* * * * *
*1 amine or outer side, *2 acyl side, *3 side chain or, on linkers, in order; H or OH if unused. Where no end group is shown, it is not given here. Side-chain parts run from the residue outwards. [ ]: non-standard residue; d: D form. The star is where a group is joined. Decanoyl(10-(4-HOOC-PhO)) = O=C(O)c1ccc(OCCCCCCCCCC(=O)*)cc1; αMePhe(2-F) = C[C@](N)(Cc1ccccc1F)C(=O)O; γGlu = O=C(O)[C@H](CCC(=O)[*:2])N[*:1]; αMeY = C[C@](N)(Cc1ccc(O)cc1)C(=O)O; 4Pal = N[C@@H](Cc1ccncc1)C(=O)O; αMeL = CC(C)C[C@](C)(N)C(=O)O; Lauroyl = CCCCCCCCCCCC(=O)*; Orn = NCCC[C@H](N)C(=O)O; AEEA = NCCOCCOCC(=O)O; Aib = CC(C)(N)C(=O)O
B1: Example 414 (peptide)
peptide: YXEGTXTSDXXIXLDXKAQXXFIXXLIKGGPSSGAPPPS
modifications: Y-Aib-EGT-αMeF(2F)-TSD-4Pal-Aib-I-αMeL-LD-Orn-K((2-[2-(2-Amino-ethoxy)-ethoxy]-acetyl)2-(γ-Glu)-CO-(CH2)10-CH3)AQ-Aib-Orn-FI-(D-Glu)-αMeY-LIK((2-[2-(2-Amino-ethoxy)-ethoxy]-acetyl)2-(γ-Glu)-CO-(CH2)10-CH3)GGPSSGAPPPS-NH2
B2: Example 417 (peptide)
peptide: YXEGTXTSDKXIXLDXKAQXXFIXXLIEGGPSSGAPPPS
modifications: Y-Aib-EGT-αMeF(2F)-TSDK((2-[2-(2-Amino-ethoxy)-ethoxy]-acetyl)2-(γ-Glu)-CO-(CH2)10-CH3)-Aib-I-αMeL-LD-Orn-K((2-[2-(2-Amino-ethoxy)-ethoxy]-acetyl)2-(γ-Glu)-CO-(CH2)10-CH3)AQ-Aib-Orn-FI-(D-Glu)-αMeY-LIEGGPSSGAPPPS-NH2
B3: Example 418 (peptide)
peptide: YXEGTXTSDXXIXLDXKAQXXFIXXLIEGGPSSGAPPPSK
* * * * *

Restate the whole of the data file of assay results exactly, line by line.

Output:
*1 amine or outer side, *2 acyl side, *3 side chain or, on linkers, in order; H or OH if unused. Where no end group is shown, it is not given here. Side-chain parts run from the residue outwards. [ ]: non-standard residue; d: D form. The star is where a group is joined. Decanoyl(10-(4-HOOC-PhO)) = O=C(O)c1ccc(OCCCCCCCCCC(=O)*)cc1; αMePhe(2-F) = C[C@](N)(Cc1ccccc1F)C(=O)O; γGlu = O=C(O)[C@H](CCC(=O)[*:2])N[*:1]; αMeY = C[C@](N)(Cc1ccc(O)cc1)C(=O)O; 4Pal = N[C@@H](Cc1ccncc1)C(=O)O; αMeL = CC(C)C[C@](C)(N)C(=O)O; Lauroyl = CCCCCCCCCCCC(=O)*; Orn = NCCC[C@H](N)C(=O)O; AEEA = NCCOCCOCC(=O)O; Aib = CC(C)(N)C(=O)O
B1: Example 414 (peptide)
peptide: YXEGTXTSDXXIXLDXKAQXXFIXXLIKGGPSSGAPPPS
modifications: Y-Aib-EGT-αMeF(2F)-TSD-4Pal-Aib-I-αMeL-LD-Orn-K((2-[2-(2-Amino-ethoxy)-ethoxy]-acetyl)2-(γ-Glu)-CO-(CH2)10-CH3)AQ-Aib-Orn-FI-(D-Glu)-αMeY-LIK((2-[2-(2-Amino-ethoxy)-ethoxy]-acetyl)2-(γ-Glu)-CO-(CH2)10-CH3)GGPSSGAPPPS-NH2
B2: Example 417 (peptide)
peptide: YXEGTXTSDKXIXLDXKAQXXFIXXLIEGGPSSGAPPPS
modifications: Y-Aib-EGT-αMeF(2F)-TSDK((2-[2-(2-Amino-ethoxy)-ethoxy]-acetyl)2-(γ-Glu)-CO-(CH2)10-CH3)-Aib-I-αMeL-LD-Orn-K((2-[2-(2-Amino-ethoxy)-ethoxy]-acetyl)2-(γ-Glu)-CO-(CH2)10-CH3)AQ-Aib-Orn-FI-(D-Glu)-αMeY-LIEGGPSSGAPPPS-NH2
B3: Example 418 (peptide)
peptide: YXEGTXTSDXXIXLDXKAQXXFIXXLIEGGPSSGAPPPSK